You’re certainly aware of the car’s size – at over five metres long and around two tons unladen, it’s a substantial vehicle. But it’s sufficiently nimble to mask its considerable bulk — particularly in petrol format, for that car gets mechanical rear steer, which turns the back wheels in the opposite direction to the fronts to exaggerate the turn at slow speeds, and the same way at high for greater stability.
You notice it most on tight, 25 and 35kph corners or small roundabouts, when the large car you pointed at the apex carves round like a much smaller one; disconcerting at first but easy to get used to.
The 7 Series’ new face is less assertive than the old; it’s still impressive thanks to the larger kidney grille and sleeker silhouette via a lower roof and longer outline, but not as in-your-face. Pity, the old design was ageing well, the once shocking lines now the accepted face of successful gravitas.
Like its predecessor’s, the spacious cabin’s as cosseting as $185,000 to $245,000 can make it, and embellished with clever stuff — some of which will eventually appear on mainstream cars. Not all of it’s standard yet, but the options list is tempting. How about a pair of wing cameras, for example. Nose your car into traffic and it’ll tell you something’s coming — or it’s clear to pull out.
The updated and easier-to-use iDrive that controls many of the car’s functions also includes voice control of some, so you can access your Bluetooth phone, for example, without taking your hands from the wheel or eyes from the road.
There’s a head-up display that not only projects your speed onto the windscreen, but the excellent satellite navigation instructions. You can even adjust where on the screen those images appear but either way, if you’re long-sighted it’s a great feature, for you barely need to refocus from road to speedo, and back.
This car can also warn you if you drift out of lane; can tell you there’s another car in your blind spot; has night vision features that will detect pedestrians you can’t yet see; and will massage your bum, the slow lift of one as the other drops keeping your spine and hips moving slightly to reduce long-distance stiffness and fatigue.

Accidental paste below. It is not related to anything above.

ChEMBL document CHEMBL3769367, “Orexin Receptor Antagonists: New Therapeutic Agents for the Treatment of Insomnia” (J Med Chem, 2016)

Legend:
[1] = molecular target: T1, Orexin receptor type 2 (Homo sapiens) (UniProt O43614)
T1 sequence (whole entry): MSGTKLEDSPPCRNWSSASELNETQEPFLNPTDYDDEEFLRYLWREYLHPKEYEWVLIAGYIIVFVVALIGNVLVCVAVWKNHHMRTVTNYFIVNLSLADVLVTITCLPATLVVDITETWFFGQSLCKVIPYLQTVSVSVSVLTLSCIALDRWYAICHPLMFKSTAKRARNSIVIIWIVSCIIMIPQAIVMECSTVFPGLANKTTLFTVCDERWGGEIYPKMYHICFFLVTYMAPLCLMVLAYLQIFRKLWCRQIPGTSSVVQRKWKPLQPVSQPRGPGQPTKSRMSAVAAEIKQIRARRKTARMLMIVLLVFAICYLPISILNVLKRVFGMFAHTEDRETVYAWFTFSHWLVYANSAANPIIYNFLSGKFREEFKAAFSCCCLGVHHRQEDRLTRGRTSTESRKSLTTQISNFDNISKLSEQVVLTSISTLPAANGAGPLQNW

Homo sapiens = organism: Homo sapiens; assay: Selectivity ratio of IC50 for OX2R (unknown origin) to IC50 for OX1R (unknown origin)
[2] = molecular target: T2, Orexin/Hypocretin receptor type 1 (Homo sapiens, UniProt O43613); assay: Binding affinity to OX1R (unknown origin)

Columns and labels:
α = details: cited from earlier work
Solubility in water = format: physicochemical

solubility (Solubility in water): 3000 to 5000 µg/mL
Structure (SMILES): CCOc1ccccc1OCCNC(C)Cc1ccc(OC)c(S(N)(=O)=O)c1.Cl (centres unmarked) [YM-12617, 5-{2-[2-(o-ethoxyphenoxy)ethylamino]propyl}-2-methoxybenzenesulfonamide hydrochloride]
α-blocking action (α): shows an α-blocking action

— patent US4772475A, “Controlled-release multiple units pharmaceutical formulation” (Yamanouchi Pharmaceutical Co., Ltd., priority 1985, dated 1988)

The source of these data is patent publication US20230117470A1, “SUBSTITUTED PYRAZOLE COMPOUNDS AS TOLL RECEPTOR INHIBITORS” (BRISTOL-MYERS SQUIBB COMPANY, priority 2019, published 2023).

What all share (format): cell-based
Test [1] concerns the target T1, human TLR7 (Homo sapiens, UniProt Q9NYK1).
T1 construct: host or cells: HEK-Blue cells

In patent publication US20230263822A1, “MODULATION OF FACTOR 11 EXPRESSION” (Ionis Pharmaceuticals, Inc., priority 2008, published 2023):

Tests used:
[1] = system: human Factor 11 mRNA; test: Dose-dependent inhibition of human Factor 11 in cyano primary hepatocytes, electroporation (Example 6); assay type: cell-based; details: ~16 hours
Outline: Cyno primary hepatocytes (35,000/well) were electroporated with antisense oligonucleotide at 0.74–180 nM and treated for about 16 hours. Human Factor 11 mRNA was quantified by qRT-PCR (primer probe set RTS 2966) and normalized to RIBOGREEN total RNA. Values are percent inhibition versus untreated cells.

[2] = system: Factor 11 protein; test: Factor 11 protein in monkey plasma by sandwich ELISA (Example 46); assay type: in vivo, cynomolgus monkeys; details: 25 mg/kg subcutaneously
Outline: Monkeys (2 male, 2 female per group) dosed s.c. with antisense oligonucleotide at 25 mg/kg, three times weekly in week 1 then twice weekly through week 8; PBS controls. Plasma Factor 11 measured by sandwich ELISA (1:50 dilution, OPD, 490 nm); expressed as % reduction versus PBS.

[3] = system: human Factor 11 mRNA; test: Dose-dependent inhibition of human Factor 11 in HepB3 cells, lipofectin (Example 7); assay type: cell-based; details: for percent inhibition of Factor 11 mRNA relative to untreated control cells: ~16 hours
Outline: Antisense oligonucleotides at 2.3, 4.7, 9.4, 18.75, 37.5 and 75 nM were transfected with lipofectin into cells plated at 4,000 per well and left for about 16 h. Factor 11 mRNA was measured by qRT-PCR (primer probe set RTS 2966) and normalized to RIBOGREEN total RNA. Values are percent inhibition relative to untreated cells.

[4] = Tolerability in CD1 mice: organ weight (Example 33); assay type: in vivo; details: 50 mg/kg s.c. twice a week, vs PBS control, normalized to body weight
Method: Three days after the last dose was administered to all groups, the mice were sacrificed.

What will they think of next? I’m hoping for an inbuilt espresso machine, but I won’t hold my breath.
All this may sound intimidating but it isn’t. For a start, most of the tech is invisible until you need it. Which is perhaps why BMW reminds you how clever it is by presenting a plain black instrument panel, which only lights up to reveal gauges and dials when you fire the ignition.
That sparks a choice of two powerplants. There’s a 4395cc twin-turbo V8 with 600Nm to take the car from zero to 100 in 5.2 seconds. BMW tucked the turbos into the vee along with the catalytic converters, to get them to operating temperature more quickly.
Then there’s the all-new diesel six, that’ll get you from rest to 100 in 7.2 seconds. It’s slower but more frugal says BMW, which claims a 7.2l/100km thirst that won’t be matched by anyone putting the car’s performance to the test.
Both variants get Dynamic Driving Control to let you access comfort to sporty response at the touch of a button, plus Dynamic Damping Control, both working on a car with a 50-50 weight balance though the active drive and steering are only optional on the petrol car.
Now, if you’re a cynic you’re starting to wonder how big the battery is to power all this stuff. And I have no idea, but I can tell you braking regeneration helps keep it live. You may also be wondering how long all the electrics will last — for some reason a question folk ask about almost every new car.
Those buying this 7 Series will probably sell it before they find out. But it pays to remember that while some tech isn’t as new as you’d think – windscreen wipers were common on American cars by 1916, auto air con was introduced by Packard in 1939 and ABS was developed for aircraft in 1929 — it was all new-fangled at some point, and much of it has a tangible benefit and associated longevity.
Airbags and stability control were once reserved for luxury cars; now they’re fitted to sub-$20,000 runabouts. Your Corolla may not massage your bottom any time soon, but the safety-oriented stuff will get cheaper with time, also making reliability concerns, actual or imagined, all but redundant.
Price: $185,000 to $245,000
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Words & Photos: Jacqui Madelin